Are You Really Practicing Social Skills?
Today we want to you answer these four questions that will help you with your practice.
Is your practice unfocused?
Communication is a skill. Like any skill-set, there are drills and techniques that help you learn the universal principles of the art form. One of the most common pitfalls students run into is practicing without a focus on something specific.
Choose some material you like and make plans to practice it, each night you go out. Decide on one technique that you need to work on and practice that material for an entire night of practice. This could be a specific conversation starter, a particular story, or a piece of body language you need to work on.
Keep in mind that practicing anything new will feel uncomfortable and remember that anything you practice enough will eventually feel natural. It just takes time and focus.
Do you take responsibility for your mistakes?
If you’re rejected, then consider it your fault. As the one making the approaches, it’s up to you to figure out how you failed and to work on solving whatever problem comes up on your next attempt.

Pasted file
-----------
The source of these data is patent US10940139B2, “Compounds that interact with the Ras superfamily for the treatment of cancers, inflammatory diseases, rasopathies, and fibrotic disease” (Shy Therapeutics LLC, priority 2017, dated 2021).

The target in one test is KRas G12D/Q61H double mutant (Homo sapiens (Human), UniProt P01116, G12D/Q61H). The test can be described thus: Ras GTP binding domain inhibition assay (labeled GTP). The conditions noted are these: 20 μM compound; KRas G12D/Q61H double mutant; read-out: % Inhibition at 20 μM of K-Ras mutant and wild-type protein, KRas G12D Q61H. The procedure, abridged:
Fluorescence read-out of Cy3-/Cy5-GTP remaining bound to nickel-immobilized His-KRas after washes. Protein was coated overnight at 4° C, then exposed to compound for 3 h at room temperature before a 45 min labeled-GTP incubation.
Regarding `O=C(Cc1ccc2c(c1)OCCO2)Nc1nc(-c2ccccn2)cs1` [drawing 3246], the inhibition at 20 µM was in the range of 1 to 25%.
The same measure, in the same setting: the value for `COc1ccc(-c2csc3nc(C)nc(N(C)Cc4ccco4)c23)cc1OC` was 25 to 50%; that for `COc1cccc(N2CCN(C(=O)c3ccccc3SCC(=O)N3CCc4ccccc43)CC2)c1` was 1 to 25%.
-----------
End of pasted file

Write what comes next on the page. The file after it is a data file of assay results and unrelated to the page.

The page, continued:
This is why as a coach I always suggest keeping a journal. They help students see where they’re going wrong and often they point out patterns in the social mistakes you’re making.
Do you take rejection personally?
Most of the time you are not being rejected, it’s a social pattern that’s being rejected, you’re just falling into it.
The most common pattern is someone approaching a group and taking value rather than giving it. For guys approaching women, generally, this pattern is walking up and showing romantic and sexual interest immediately, which is not only objectifying and uncomfortable.
To solve this problem, practice your openers, with a focus on starting a comfortable conversation that doesn’t show interest and does not take value. If the person seems uninterested in conversation, don’t take it personally, just politely your all-purpose exit line and say, “Pleasure meeting you” and walk away. When you’re done practicing, note what might have made them uncomfortable or uninterested.
Are you impatient?
Timing is everything.
Mastering the social matrix has nothing to do with how fast someone can move socially, it’s about the quality of the interaction. Great interactions take exactly as long as they need to. For example, when it comes to dating, people who rush sexually will likely appear horny and desperate, while people who are patient appear sexual and confident. Wait too long, however, and you might miss your opportunity for romance.
The key is to practice good timing. With consent, don’t be afraid to make a bold move, but don’t rush it either.